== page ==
Her early political development was impacted by her experience with the UNIA in New Orleans where she heard Jamaican activist Marcus Garvey speak. It was in those spaces she saw Black people take a radical stance towards racism, violence and disenfranchisement in the South. 

Queen Mother Moore frequently remembers the time when white police wanted to disband a meeting with Garvey. Audience members had guns and shouted “Speak Garvey Speak!” unintimidated by the militarized law enforcement who would infringe on their First Amendment right to freedom of speech. She saw Black people unapologetically resist the urge to conform and be good Black American citizens — people who questioned if it were even possible in a country that openly waged war on the Black population. 

Two women hold a portrait of Queen Mother Moore
Audley and Judith Warner, Queen Mother Moore’s granddaughters, hold a portrait of her painted by local artist Antonio Loston at the 2022 Queen Mother Moore Legacy Symposium and Celebration in New Iberia.

After hearing about so many lynchings, discriminatory acts and a lack of socioeconomic opportunities, one begins to lose faith in the American Dream and creates a space that is culturally safe and nourishing for the soul. 

For her and others like Marcus Garvey, going back to Africa, creating our own neighborhoods based on our own cultural practices and educating our students with a real history not one simply glossed with slavery and freedom was necessary. Racial reconciliation was an idea clouded by blood soil from unruly negroes who would not abide by the law or their “place” in society. Queen Mother Moore represented a faction of Black people in America who believed that their safety lay in their hands alone.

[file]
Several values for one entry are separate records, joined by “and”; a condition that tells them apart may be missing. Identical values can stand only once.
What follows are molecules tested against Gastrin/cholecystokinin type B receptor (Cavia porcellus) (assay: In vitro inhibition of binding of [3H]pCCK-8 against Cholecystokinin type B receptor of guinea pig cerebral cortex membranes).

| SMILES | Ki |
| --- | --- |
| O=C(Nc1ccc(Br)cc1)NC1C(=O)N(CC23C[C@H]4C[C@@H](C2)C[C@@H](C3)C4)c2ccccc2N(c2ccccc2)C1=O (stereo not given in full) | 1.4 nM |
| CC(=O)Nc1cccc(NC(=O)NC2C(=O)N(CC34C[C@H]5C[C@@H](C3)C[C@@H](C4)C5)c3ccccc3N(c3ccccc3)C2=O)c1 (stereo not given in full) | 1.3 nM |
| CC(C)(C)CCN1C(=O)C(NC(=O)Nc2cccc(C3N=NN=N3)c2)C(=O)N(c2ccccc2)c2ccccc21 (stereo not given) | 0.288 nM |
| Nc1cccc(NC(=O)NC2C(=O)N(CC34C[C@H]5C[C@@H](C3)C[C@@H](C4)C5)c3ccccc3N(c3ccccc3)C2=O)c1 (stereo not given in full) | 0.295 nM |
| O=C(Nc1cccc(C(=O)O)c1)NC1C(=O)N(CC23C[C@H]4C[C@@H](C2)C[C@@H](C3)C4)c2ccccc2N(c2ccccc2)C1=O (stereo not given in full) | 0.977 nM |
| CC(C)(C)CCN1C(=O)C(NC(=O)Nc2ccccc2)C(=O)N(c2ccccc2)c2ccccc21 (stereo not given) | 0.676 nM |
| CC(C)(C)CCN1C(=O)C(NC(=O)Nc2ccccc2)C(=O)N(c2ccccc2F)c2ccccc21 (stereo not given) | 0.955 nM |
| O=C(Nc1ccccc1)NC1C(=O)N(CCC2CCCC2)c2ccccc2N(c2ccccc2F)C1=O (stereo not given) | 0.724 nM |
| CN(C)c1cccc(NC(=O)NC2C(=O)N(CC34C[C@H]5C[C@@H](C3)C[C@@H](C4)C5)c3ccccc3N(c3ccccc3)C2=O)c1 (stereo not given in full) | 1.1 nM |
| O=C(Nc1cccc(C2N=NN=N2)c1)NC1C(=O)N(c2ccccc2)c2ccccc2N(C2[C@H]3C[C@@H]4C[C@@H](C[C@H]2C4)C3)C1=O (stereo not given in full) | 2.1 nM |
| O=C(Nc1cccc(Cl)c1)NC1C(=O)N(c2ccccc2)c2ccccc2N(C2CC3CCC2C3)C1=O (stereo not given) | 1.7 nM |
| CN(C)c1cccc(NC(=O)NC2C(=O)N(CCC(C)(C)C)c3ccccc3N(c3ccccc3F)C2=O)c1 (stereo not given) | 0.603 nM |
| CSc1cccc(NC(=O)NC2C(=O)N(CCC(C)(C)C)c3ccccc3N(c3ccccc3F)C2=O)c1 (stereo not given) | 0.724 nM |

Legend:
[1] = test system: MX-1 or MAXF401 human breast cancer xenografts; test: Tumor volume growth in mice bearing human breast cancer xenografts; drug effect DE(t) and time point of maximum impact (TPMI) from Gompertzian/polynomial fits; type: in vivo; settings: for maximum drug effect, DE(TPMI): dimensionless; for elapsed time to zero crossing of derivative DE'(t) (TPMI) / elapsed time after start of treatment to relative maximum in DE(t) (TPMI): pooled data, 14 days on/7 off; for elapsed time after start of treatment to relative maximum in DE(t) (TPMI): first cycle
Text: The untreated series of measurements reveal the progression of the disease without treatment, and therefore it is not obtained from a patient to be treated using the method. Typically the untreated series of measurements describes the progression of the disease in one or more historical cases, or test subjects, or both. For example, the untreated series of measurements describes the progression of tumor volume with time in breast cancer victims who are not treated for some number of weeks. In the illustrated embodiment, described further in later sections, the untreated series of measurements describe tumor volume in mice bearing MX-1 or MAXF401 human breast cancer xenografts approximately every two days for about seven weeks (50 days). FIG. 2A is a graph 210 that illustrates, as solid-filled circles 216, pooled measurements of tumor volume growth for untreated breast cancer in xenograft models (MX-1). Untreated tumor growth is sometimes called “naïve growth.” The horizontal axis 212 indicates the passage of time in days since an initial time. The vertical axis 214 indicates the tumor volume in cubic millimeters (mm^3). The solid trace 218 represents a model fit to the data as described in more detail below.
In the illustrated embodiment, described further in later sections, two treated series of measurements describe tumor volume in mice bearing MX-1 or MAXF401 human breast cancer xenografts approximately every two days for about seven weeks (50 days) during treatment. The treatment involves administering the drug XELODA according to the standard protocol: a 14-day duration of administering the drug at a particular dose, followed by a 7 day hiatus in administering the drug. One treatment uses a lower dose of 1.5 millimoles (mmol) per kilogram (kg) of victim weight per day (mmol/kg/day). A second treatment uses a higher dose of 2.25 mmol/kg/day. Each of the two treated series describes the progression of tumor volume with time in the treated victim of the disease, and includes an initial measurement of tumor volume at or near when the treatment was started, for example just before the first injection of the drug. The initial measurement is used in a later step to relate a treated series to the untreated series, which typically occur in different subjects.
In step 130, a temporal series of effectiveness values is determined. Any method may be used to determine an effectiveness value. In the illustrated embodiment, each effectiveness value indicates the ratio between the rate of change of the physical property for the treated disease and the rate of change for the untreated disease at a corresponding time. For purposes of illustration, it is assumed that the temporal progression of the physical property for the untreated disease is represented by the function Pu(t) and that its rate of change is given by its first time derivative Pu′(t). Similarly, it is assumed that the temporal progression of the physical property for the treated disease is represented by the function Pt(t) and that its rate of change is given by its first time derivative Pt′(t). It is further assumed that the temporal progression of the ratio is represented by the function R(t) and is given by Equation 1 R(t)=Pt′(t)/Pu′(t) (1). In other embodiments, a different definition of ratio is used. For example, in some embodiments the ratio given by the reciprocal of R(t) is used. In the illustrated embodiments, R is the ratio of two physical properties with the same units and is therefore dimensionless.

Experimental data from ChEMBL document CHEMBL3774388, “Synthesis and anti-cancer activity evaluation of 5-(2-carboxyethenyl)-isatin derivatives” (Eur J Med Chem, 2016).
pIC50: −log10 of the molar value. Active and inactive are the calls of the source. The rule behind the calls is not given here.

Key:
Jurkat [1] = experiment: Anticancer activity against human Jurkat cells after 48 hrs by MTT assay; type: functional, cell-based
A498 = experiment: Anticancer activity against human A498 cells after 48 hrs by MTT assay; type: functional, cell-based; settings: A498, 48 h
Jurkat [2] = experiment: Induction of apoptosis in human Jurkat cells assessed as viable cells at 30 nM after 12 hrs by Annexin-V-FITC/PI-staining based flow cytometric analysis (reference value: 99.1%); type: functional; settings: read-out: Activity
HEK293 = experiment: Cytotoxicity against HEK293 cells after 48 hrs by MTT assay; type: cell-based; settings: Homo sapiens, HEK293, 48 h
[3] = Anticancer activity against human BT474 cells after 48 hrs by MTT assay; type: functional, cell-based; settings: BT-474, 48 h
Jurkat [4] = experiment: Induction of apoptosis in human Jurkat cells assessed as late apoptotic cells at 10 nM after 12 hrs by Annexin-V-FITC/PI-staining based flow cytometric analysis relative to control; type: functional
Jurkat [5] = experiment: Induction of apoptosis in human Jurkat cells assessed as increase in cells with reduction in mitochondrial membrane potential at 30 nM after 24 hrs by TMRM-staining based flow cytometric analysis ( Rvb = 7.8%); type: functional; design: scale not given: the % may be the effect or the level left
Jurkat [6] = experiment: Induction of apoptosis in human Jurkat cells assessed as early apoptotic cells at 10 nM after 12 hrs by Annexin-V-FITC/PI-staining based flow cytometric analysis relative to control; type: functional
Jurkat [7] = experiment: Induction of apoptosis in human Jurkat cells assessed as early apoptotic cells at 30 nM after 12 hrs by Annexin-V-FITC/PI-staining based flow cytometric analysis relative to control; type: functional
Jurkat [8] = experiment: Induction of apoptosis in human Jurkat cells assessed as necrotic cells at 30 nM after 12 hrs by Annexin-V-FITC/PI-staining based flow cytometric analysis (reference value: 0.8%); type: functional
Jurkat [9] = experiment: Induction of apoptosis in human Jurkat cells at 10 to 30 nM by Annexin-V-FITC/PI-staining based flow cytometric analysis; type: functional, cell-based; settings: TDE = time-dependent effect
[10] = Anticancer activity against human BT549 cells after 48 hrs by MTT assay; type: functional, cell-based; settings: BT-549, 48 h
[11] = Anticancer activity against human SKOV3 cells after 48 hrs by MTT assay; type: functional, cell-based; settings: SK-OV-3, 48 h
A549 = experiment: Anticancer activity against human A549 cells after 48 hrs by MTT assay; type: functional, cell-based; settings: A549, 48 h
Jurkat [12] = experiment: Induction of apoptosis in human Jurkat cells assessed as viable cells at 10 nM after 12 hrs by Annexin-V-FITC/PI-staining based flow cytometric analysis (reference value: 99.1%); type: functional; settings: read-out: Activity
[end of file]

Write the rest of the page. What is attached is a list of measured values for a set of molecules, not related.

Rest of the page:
While racial reconciliation was not her primary goal, within New Iberia there have been many efforts to create a space for racial healing. The Iberia African American Historical Society is a diverse organization with white members who have a better understanding of their role to support in the preservation of Black history. Under Dr. Phebe Hayes’ leadership, the organization provides the closest example of racial reconciliation — people working together. 

The Da Berry Fresh Market managed by Mr. Carl Cooper, a community store and cultural heritage institution, where I first saw a picture of Queen Mother Moore, works with diverse community members to address food insecurity issues. You can see Black, white, Asian and all people working in the garden together to grow crops for the community. Next to the store is the elementary school, Johnston Hopkins, where you will find teachers of all kinds caring for students. The Shadows On The Teche Museum has made a lot of effort to include the narratives of Black people in their exhibits with a wonderful team that includes Jayd Buteaux, Jordan Richardson, Breighlynn M. Polk and the new executive director John Warner Smith.

There is hope. As my late mentor Reverend Mama Sandra proclaimed about the spirit of Black people, “We shall live and not die…” I ask that we remember the legacy of Queen Mother Moore, who questioned political racial reconciliation from her vantage point, and even mine.  There is still so much for us to do.